Note 3: Comparison of the genera Allophylus and Searsia by Mark Hyde and edited by Meg Coates Palgrave

Allophylus species and species of Searsia both have 3-foliolate leaves and look superficially similar. The following are some notes which may help to separate species of Allophylus from Searsia.

Firstly, species of Allophylus have toothed leaflets and so confusion is only possible with those species of Searsia which are toothed.

An important feature of Allophylus is that the lateral veins always go all the way to the margin while in Searsia they curl around or fade out before the margin. The underside of the leaves is minutely glandular in Allophylus, eglandular in Searsia.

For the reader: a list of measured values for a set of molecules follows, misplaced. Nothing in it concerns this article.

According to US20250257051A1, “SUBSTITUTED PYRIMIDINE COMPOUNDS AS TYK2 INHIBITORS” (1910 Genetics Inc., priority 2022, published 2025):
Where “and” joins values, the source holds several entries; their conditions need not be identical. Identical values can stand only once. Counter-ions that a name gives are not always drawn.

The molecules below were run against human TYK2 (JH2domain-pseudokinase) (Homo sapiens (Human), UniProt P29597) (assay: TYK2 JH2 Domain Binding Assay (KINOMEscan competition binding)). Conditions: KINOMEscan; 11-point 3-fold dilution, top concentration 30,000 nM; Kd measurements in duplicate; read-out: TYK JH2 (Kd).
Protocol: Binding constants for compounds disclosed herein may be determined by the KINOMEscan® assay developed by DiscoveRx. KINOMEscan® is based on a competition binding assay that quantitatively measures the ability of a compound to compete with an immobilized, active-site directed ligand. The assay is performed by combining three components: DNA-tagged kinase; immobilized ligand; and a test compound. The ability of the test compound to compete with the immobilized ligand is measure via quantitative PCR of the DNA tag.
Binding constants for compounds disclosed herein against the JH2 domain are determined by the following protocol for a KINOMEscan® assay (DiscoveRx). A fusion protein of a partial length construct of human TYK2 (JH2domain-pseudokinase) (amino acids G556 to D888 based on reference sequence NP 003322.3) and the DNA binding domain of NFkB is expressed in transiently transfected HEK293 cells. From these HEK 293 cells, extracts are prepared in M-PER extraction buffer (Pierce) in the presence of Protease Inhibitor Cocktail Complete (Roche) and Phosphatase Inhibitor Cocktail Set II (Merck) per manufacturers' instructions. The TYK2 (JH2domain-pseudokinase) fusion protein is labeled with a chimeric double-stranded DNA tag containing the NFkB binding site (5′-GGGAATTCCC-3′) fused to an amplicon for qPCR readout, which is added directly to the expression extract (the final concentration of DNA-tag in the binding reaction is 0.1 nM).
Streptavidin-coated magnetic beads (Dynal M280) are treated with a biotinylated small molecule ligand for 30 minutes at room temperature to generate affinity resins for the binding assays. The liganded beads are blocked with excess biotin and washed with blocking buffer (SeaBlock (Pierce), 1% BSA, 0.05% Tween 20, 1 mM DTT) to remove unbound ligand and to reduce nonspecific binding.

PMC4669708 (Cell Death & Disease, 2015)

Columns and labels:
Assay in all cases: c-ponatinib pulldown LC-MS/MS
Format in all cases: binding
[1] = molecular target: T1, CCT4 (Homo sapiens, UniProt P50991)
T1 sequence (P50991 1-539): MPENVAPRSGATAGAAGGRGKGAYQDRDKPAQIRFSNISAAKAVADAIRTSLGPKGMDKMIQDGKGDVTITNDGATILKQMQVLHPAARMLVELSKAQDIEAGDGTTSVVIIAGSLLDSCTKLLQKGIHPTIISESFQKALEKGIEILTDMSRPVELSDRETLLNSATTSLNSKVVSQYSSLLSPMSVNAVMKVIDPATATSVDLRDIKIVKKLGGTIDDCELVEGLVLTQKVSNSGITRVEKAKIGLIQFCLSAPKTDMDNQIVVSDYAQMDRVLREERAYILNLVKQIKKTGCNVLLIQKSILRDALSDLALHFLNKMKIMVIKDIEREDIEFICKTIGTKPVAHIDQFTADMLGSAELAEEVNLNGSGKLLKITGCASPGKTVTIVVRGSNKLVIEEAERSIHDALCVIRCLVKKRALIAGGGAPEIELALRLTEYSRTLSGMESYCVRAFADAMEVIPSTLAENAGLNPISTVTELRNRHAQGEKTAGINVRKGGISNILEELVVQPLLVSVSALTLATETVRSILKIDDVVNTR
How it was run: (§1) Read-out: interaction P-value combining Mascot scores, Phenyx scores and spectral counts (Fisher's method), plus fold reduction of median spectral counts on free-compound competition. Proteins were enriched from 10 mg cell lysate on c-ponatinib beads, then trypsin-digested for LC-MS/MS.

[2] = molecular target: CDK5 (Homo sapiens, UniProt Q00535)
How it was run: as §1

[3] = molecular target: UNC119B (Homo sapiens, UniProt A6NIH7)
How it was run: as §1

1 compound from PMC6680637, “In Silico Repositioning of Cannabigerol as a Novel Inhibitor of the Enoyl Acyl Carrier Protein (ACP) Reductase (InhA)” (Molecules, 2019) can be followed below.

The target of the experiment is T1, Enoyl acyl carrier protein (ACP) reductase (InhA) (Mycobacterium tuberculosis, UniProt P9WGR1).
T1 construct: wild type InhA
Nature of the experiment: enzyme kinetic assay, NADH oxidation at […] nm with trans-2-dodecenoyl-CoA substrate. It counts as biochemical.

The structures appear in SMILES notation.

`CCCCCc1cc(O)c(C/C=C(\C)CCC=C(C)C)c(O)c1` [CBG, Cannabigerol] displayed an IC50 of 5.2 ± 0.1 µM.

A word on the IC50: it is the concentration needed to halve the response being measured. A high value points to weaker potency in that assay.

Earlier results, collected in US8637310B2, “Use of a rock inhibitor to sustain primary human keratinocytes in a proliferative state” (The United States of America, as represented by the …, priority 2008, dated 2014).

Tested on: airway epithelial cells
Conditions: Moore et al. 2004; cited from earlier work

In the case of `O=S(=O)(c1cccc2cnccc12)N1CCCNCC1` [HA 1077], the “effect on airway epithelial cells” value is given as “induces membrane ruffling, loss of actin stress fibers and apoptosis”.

Species of Searsia have resin canals visible between the base of the leaflet and the petiole, often exuding a drop of liquid when parted and this is what give the characteristic smell.

In flower, Allophylus can be separated by having petals and sepals in 4s (usually in 5s in Searsia) and in fruit by the ┬▒spherical fruits (usually flattened in Searsia).

In leaf, Allophylus can often be separated by the domatia which are never present in Searsia. Unfortunately, they are not always present in Allophylus either.

[The original note by Mark Hyde was revised with input from Meg Coates Palgrave on 18 April 2020]

Copyright: Mike Bingham, Annette Willemen, Bart Wursten, Petra Ballings and Mark Hyde, 2011-24

Bingham, M.G., Willemen, A., Wursten, B.T., Ballings, P. and Hyde, M.A. (2024). Flora of Zambia: Note 3: Comparison of the genera Allophylus and Searsia by Mark Hyde and edited ., retrieved 18 July 2024

Site software last modified: 7 February 2018 12:07am
Terms of use